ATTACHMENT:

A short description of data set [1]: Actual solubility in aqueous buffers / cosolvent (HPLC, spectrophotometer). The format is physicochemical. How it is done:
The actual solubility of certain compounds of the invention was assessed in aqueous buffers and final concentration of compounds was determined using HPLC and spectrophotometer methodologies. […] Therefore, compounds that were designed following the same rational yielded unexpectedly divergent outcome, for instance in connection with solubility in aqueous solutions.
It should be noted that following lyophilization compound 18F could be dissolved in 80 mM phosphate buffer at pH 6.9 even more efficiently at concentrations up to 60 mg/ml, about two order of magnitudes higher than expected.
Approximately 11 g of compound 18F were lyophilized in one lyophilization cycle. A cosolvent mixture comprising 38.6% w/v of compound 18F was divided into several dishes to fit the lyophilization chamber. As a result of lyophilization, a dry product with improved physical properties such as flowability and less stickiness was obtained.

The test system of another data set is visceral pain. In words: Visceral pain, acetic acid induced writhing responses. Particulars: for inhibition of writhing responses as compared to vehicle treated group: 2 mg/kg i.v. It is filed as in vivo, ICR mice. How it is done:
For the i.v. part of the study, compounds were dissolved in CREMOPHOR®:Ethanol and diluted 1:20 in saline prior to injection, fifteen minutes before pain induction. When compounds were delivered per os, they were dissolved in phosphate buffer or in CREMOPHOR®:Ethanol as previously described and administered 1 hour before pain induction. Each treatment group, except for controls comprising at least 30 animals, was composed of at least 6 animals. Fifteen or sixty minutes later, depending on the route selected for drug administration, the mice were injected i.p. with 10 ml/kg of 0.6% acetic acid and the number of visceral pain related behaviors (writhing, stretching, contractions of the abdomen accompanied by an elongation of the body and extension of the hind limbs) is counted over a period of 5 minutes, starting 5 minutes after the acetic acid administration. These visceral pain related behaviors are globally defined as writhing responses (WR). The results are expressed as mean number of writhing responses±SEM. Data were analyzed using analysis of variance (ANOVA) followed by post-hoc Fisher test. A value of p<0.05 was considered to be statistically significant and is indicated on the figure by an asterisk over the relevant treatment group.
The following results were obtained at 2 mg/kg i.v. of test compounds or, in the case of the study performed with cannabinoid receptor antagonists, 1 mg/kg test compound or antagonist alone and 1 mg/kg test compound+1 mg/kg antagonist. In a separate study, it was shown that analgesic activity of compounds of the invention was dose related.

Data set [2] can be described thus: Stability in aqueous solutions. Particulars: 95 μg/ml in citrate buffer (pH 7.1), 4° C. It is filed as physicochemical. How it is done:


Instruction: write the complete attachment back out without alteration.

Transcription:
A short description of data set [1]: Actual solubility in aqueous buffers / cosolvent (HPLC, spectrophotometer). The format is physicochemical. How it is done:
The actual solubility of certain compounds of the invention was assessed in aqueous buffers and final concentration of compounds was determined using HPLC and spectrophotometer methodologies. […] Therefore, compounds that were designed following the same rational yielded unexpectedly divergent outcome, for instance in connection with solubility in aqueous solutions.
It should be noted that following lyophilization compound 18F could be dissolved in 80 mM phosphate buffer at pH 6.9 even more efficiently at concentrations up to 60 mg/ml, about two order of magnitudes higher than expected.
Approximately 11 g of compound 18F were lyophilized in one lyophilization cycle. A cosolvent mixture comprising 38.6% w/v of compound 18F was divided into several dishes to fit the lyophilization chamber. As a result of lyophilization, a dry product with improved physical properties such as flowability and less stickiness was obtained.

The test system of another data set is visceral pain. In words: Visceral pain, acetic acid induced writhing responses. Particulars: for inhibition of writhing responses as compared to vehicle treated group: 2 mg/kg i.v. It is filed as in vivo, ICR mice. How it is done:
For the i.v. part of the study, compounds were dissolved in CREMOPHOR®:Ethanol and diluted 1:20 in saline prior to injection, fifteen minutes before pain induction. When compounds were delivered per os, they were dissolved in phosphate buffer or in CREMOPHOR®:Ethanol as previously described and administered 1 hour before pain induction. Each treatment group, except for controls comprising at least 30 animals, was composed of at least 6 animals. Fifteen or sixty minutes later, depending on the route selected for drug administration, the mice were injected i.p. with 10 ml/kg of 0.6% acetic acid and the number of visceral pain related behaviors (writhing, stretching, contractions of the abdomen accompanied by an elongation of the body and extension of the hind limbs) is counted over a period of 5 minutes, starting 5 minutes after the acetic acid administration. These visceral pain related behaviors are globally defined as writhing responses (WR). The results are expressed as mean number of writhing responses±SEM. Data were analyzed using analysis of variance (ANOVA) followed by post-hoc Fisher test. A value of p<0.05 was considered to be statistically significant and is indicated on the figure by an asterisk over the relevant treatment group.
The following results were obtained at 2 mg/kg i.v. of test compounds or, in the case of the study performed with cannabinoid receptor antagonists, 1 mg/kg test compound or antagonist alone and 1 mg/kg test compound+1 mg/kg antagonist. In a separate study, it was shown that analgesic activity of compounds of the invention was dose related.

Data set [2] can be described thus: Stability in aqueous solutions. Particulars: 95 μg/ml in citrate buffer (pH 7.1), 4° C. It is filed as physicochemical. How it is done: